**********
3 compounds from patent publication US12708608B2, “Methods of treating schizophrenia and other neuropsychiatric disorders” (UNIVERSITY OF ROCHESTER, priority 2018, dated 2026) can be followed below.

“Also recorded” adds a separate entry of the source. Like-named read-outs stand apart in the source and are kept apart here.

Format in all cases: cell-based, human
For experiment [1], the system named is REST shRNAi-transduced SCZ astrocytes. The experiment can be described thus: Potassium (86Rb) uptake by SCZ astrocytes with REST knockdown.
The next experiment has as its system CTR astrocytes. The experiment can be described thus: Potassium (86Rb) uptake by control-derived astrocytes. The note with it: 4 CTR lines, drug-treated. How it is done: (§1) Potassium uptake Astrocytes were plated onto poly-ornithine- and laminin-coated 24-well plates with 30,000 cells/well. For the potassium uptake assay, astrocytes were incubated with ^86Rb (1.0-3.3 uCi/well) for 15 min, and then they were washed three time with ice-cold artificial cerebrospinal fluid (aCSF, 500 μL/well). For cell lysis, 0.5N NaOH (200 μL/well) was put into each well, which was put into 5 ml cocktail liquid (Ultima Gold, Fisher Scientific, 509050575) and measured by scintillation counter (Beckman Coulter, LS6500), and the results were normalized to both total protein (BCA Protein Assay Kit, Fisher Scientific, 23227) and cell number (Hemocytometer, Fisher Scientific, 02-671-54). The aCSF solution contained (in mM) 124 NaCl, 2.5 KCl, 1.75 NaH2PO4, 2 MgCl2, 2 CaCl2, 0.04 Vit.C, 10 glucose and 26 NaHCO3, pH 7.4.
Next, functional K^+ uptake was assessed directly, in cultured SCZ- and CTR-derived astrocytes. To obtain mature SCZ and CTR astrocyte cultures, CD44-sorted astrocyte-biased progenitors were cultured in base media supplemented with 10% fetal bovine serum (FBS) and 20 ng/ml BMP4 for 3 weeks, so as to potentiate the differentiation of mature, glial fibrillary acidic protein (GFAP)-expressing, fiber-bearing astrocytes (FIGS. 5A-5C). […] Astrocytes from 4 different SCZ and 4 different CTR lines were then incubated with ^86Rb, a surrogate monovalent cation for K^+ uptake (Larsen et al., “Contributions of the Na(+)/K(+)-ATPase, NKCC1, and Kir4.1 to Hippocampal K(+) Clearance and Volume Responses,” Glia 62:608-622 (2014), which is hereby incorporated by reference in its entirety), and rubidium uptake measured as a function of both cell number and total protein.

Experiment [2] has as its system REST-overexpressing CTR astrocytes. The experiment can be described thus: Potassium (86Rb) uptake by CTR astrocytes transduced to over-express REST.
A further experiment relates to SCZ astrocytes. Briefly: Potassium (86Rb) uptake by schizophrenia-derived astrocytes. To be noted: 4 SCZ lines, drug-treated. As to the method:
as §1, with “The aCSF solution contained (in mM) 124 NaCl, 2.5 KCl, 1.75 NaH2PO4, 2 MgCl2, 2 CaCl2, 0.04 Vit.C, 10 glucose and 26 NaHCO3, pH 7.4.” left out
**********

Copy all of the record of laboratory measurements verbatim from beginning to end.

3 compounds from patent publication US12708608B2, “Methods of treating schizophrenia and other neuropsychiatric disorders” (UNIVERSITY OF ROCHESTER, priority 2018, dated 2026) can be followed below.

“Also recorded” adds a separate entry of the source. Like-named read-outs stand apart in the source and are kept apart here.

Format in all cases: cell-based, human
For experiment [1], the system named is REST shRNAi-transduced SCZ astrocytes. The experiment can be described thus: Potassium (86Rb) uptake by SCZ astrocytes with REST knockdown.
The next experiment has as its system CTR astrocytes. The experiment can be described thus: Potassium (86Rb) uptake by control-derived astrocytes. The note with it: 4 CTR lines, drug-treated. How it is done: (§1) Potassium uptake Astrocytes were plated onto poly-ornithine- and laminin-coated 24-well plates with 30,000 cells/well. For the potassium uptake assay, astrocytes were incubated with ^86Rb (1.0-3.3 uCi/well) for 15 min, and then they were washed three time with ice-cold artificial cerebrospinal fluid (aCSF, 500 μL/well). For cell lysis, 0.5N NaOH (200 μL/well) was put into each well, which was put into 5 ml cocktail liquid (Ultima Gold, Fisher Scientific, 509050575) and measured by scintillation counter (Beckman Coulter, LS6500), and the results were normalized to both total protein (BCA Protein Assay Kit, Fisher Scientific, 23227) and cell number (Hemocytometer, Fisher Scientific, 02-671-54). The aCSF solution contained (in mM) 124 NaCl, 2.5 KCl, 1.75 NaH2PO4, 2 MgCl2, 2 CaCl2, 0.04 Vit.C, 10 glucose and 26 NaHCO3, pH 7.4.
Next, functional K^+ uptake was assessed directly, in cultured SCZ- and CTR-derived astrocytes. To obtain mature SCZ and CTR astrocyte cultures, CD44-sorted astrocyte-biased progenitors were cultured in base media supplemented with 10% fetal bovine serum (FBS) and 20 ng/ml BMP4 for 3 weeks, so as to potentiate the differentiation of mature, glial fibrillary acidic protein (GFAP)-expressing, fiber-bearing astrocytes (FIGS. 5A-5C). […] Astrocytes from 4 different SCZ and 4 different CTR lines were then incubated with ^86Rb, a surrogate monovalent cation for K^+ uptake (Larsen et al., “Contributions of the Na(+)/K(+)-ATPase, NKCC1, and Kir4.1 to Hippocampal K(+) Clearance and Volume Responses,” Glia 62:608-622 (2014), which is hereby incorporated by reference in its entirety), and rubidium uptake measured as a function of both cell number and total protein.

Experiment [2] has as its system REST-overexpressing CTR astrocytes. The experiment can be described thus: Potassium (86Rb) uptake by CTR astrocytes transduced to over-express REST.
A further experiment relates to SCZ astrocytes. Briefly: Potassium (86Rb) uptake by schizophrenia-derived astrocytes. To be noted: 4 SCZ lines, drug-treated. As to the method:
as §1, with “The aCSF solution contained (in mM) 124 NaCl, 2.5 KCl, 1.75 NaH2PO4, 2 MgCl2, 2 CaCl2, 0.04 Vit.C, 10 glucose and 26 NaHCO3, pH 7.4.” left out